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Humanities-Intro to Art and Philosophy


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Reaction against idealized paintings of Renaissance, transition between Renaissance and Baroque. Figures are very elongated.
Mindset--you can't look at God, can't approach him, etc. Very flat.
Product of Sigmund Reud, tried to paint and loose the unconscious mind
Abstract Expressionism
Evoke emotion but not with tangible things--abstractly
Post Impressionism
Refocus on light and color but reintroduce story and narrative
take an image, break it in geometric shapes/planes, and reassmble it in a new and different way
centered on man and man's power, man's ability to be close to God (man made in image of God)
dramatic contrast between light and dark (see Anatomy Lecture of Dr. Tulp)
French Romanticism
focus on the people
English Romanticism
focus on nature
capture the sensory experiences of the moment without preconcieved notions
Minimalist School of Architecture
Function over form, structure left visible
Prairie School of Architecture
architecture in harmony with nature around it, blends in with surroundings. Form over function
the act of stating as clearly and convincingly as possible, what we believe and what we believe in
Tools of Philosophy
Articulation, Argument, Analysis, Synthesis
putting ideas in clear, concise, and readily understandable language
supporting ideas to establish conclusions and overcome objections
understanding an idea by clarifying its components
gahtering different ideas together in a single, unified vision or theme
Areas of Philosophical Inquiry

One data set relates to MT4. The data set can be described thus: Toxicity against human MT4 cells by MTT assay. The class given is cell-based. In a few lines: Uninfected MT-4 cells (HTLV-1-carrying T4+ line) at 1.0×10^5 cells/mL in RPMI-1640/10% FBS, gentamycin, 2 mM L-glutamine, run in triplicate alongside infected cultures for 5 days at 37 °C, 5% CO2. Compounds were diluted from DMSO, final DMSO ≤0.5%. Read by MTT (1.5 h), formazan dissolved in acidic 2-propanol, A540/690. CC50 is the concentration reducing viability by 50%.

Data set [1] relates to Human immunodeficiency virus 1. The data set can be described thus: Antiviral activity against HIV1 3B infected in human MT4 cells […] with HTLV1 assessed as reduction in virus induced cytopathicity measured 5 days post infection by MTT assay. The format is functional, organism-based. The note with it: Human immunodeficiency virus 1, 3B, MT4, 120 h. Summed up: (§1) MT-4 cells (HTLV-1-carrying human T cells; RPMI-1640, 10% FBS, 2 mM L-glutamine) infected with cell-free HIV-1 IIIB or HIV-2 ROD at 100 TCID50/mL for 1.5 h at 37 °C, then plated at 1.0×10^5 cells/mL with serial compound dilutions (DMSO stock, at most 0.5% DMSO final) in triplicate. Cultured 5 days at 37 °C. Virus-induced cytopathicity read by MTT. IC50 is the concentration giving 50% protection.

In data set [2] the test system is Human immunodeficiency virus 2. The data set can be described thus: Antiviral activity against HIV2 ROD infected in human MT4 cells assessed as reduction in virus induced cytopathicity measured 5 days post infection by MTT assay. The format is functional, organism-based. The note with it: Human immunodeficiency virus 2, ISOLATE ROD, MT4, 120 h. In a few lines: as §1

Metaphysics, Ethics, Epistemology, Logic, Philosophical Theology, Political Philosophy, Aesthetics
theories of relaity and the ultimate nature of all things, seeking a unified view of the universe. ALSO called ONTOLOGY, the study of being.
theories about good and bad, right and wrong, and the principles of morality
theories about knowledge, what we know and how we know it--poses the question what is truth?
Ideas about thinking and reasoning, uses syllogisms
A tool of logic (developed by Aristotle) that allowes one to draw valid (but not necessarily true) conclusions from two premises. 1. Major Premise 2. Minor Premise 3. Conclusion DEDUCTION Prove a syllogism by proving its major premise (by using another syllogism). Limits to logic.
Philosophical Theology
theories that address the nature of religion, God and the reasons for God's existence (or non-existence)
Political Philosophy
theories about the nature of society and government, includes ideas about the ideal society (utopia)
theories relating to art, asks questions about the nature of beauty and its expression
Elements of Art
Composition, Movement, Unity and Balance, Color and Light/Dark Contrast, Mood
Use of space and arrangements of elements in space
Where the eye goes
Unity and Balance
Manipulation of emotion to create unity and balance or not
Color and light/dark contrast
Using contrast to offer emotion/focus
Suggestion of mood
What is name, author, and period/classification of this piece?
The Rape of Europa Titian (Tiziano Vecellio) Renaissance

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